You accuse us of making assumptions and tell us to stick to the issue, yet YOU are the one talking about Donald's character as a human being. NOBODY HAS QUESTIONED THAT! I'm sure he's a lovely man. But what we are talking about here are Mr. Mendell's choice to enter this so-called "culture war" in a major way. Responding to these actions does not make us "reactionary" -- it makes us protective of our own lives and loves!
Posted by: G-A-Y | Oct 14, 2009 8:39:53 AM
Rufus, anybody can express their opinions. The question is not whether or not we can. Of course, we can. The question is how our opinion affects people we represent, people we work for or work with. I think that it is impossible to reconcile these two opposing ideas: accepting all people for what they are and at the same time denying some of them the right to marry. Publicly saying that “homosexual marriage” threatens our schools is a very loaded statement that is going to affect a lot of students.
Posted by: Alexandra | Oct 15, 2009 8:07:54 PM
How dare you critize Mr Mendell's ability to counsel students? Have you spoke with any of them? He has been a counselor at Nokomis for over 20 years, and undoubtedly, counseled homosexual youth, or questioning youth.....you have no knowledge of his work, yet you judge his ability? Shame on you. the nameless faceless blog entries here from G-A-Y..who is transparent? where is the money coming from to support no on one? All from Maine? I dont think so! And you are questionning his character about counseling, maybe you should re-read your posts. He entered this so called "culture war" based on years of experience helping to pick up the pieces of shattered children with numerous problems...do you ever stop to think that YOUR message is not one I would want my children to hear? Seems like those who beg for tolerance are the least tolerant! He is not saying anything about homosexuals (sorry, I dont use the "GBTQ" labels, I am calling it what it is)...he is defending the position of marriage between a man and a woman.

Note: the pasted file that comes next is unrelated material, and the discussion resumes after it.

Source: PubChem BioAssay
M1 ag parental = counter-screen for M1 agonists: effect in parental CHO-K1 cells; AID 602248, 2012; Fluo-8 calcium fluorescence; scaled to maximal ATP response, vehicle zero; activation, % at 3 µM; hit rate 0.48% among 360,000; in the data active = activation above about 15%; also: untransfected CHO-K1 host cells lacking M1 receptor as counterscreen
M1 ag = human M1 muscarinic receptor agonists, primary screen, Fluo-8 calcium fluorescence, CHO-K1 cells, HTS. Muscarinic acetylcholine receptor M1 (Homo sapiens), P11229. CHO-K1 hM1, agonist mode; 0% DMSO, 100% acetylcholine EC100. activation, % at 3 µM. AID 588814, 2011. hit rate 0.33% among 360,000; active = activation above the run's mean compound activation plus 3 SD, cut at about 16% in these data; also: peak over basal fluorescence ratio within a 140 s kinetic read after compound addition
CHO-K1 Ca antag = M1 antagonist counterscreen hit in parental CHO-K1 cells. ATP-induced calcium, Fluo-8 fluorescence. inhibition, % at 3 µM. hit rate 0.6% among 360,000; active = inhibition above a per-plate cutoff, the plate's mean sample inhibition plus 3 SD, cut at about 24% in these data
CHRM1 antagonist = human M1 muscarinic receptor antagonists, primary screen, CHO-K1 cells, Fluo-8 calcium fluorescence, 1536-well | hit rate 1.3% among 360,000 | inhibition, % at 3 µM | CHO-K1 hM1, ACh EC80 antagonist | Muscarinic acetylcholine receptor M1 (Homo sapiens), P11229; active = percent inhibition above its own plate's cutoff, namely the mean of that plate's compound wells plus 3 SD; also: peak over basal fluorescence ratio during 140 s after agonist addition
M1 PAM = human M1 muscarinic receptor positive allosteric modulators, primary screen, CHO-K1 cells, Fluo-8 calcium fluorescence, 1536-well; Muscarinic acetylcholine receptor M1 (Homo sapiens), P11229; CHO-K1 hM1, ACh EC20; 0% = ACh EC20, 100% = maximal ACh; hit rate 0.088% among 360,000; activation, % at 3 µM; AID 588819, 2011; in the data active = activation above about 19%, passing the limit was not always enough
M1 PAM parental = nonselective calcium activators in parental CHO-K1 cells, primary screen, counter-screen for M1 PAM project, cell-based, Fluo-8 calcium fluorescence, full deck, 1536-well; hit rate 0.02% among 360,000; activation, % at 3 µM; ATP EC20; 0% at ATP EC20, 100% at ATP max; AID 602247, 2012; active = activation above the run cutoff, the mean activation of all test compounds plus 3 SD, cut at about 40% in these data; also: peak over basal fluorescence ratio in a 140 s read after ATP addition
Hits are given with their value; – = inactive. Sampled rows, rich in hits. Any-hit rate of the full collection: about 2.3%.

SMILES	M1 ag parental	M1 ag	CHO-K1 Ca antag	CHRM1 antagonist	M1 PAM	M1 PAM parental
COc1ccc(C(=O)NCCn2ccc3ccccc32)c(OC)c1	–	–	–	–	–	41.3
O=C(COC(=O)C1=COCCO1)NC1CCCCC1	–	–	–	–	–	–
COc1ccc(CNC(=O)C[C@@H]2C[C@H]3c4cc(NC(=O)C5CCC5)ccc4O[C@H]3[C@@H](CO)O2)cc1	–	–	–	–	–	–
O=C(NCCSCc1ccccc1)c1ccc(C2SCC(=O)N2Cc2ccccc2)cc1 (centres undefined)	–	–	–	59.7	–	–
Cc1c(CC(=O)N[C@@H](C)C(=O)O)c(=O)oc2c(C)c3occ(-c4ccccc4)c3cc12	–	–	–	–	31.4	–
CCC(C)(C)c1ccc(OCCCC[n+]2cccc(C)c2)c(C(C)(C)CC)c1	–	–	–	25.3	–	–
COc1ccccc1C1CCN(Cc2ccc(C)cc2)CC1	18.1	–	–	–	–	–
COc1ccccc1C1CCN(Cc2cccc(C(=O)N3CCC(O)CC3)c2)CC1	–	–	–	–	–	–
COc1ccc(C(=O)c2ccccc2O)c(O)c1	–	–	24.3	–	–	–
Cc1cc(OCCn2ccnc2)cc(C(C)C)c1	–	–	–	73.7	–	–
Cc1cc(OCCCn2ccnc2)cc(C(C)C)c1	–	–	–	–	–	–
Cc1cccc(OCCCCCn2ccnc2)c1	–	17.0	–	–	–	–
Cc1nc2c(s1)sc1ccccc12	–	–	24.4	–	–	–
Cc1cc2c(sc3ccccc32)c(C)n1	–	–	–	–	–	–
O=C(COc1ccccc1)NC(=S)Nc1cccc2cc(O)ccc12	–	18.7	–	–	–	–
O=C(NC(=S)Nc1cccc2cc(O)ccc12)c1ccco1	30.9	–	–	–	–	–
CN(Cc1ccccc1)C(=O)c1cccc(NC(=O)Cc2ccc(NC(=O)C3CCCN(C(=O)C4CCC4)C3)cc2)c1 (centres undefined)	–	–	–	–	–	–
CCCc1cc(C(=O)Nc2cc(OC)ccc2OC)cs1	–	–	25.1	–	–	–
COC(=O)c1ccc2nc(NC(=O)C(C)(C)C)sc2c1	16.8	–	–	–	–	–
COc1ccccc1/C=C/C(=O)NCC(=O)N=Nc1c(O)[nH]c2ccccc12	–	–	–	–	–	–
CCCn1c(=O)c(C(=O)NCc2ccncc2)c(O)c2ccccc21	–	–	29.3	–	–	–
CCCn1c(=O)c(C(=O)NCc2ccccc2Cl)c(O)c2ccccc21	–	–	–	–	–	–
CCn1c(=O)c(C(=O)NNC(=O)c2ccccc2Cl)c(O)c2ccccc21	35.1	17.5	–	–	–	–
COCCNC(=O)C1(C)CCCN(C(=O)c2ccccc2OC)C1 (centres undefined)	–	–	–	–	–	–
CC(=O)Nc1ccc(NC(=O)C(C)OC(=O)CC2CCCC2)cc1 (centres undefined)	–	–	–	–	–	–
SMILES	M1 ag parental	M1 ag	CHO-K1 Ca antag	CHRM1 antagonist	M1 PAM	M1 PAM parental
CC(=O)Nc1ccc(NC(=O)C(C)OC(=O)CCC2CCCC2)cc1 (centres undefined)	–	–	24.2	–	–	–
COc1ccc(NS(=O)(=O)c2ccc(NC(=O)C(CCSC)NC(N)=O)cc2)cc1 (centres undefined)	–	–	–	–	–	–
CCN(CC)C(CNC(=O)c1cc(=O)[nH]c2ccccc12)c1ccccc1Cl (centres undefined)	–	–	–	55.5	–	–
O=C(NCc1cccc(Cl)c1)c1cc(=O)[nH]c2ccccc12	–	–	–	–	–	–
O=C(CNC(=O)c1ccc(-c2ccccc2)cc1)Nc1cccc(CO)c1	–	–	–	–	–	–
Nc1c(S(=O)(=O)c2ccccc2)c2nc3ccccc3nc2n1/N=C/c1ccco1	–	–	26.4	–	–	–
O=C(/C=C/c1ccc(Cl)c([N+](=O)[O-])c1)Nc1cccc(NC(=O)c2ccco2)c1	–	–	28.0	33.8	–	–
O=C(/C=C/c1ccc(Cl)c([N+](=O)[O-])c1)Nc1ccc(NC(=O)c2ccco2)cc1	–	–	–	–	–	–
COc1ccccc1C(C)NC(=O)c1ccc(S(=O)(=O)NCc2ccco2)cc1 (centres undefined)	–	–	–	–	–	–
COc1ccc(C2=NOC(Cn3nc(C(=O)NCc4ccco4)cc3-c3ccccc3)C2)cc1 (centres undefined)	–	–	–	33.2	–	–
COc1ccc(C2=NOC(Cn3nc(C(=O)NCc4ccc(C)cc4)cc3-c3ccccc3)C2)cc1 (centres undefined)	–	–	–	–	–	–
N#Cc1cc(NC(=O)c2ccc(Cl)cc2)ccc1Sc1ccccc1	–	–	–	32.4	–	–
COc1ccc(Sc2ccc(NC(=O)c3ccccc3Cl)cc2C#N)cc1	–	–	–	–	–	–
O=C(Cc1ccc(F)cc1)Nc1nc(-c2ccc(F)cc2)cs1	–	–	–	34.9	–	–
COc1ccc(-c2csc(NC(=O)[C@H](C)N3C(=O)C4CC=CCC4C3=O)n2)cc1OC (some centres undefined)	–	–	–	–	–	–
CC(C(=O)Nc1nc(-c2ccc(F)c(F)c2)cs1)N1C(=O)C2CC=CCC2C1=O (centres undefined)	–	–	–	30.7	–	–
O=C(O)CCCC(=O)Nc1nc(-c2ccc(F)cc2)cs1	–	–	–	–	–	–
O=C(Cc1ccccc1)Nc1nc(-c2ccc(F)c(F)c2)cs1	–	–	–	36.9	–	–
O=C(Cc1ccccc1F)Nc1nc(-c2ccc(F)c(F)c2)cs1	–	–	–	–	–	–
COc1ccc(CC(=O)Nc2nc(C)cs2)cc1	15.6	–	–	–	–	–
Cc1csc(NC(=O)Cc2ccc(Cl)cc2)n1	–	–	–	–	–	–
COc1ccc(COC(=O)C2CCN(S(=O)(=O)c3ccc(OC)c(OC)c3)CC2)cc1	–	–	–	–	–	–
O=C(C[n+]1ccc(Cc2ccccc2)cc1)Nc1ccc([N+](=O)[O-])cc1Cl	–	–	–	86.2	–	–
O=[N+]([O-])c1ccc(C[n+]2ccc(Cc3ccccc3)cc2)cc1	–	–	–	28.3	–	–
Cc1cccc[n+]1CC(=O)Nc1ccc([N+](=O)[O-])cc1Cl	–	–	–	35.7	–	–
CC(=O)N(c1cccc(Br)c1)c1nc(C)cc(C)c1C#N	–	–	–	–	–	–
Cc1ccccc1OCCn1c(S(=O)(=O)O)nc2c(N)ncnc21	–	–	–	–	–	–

Posted by: rufus springer | Oct 15, 2009 10:10:11 PM
Oh shocker -- someone from the "yes" side is misrepresenting. How surprising.
Rufus: (a) Nobody is calling ton question mr. Mendell's ability to counsel. Not even a little bit. we are calling into question his public activities on this matter, and how that could affect the public school kids who happen to be gay, or who have gay loved ones. And that point stands. He, a public school official, has chosen to come out as hostile to the civil liberties of LGBT Americans. That will concern many parents/students who enter Nokomis form this point forward,
(b) I, jeremy Hooper, the writer of this site, am FAR from anonymous. I have been featured a several national television and radio programs, have been in numerous print publications, have done several web videos as myself, and everyone in the LGBT world (and anti-LGBT world, for that matter) knows who I am. No hiding here. Good As You is the site name. jeremy is my name. If you want to chat further, my email is email@example.com, My AIM is "IMGood As You," my twitter is @goodasyou, and my Facebook is http://www.facebook.com/jeremyshooper. I'll stop short of giving you my phone number, as I think I've been transparent enough already.
Posted by: G-A-Y | Oct 15, 2009 10:24:54 PM
Incorrect sir (or are you the madam???) It is so confusing now adays!!!
You have called the gentleman's ability to council into question. Your tactics to force feed this crap down people's throats and than say "no no I did not say that" is so weak. This website is not up for a healthy debate but is just another example of the gay communities slander on anyone who is no ACCEPTING to their LIFESTYLE.
You have been transparent the whole time with your bigotry against Heterosexuals... Shame on you Good As You!
Posted by: Roy Silo | Oct 16, 2009 4:23:43 AM
Your comment does not even merit a response, Roy Silo. It wouldn't matter anyway. Your side simply wants to tell us what we are rather than listen to what we actually say.
So go for it. Do your thing. People are catching on.
Posted by: G-A-Y | Oct 16, 2009 7:24:28 AM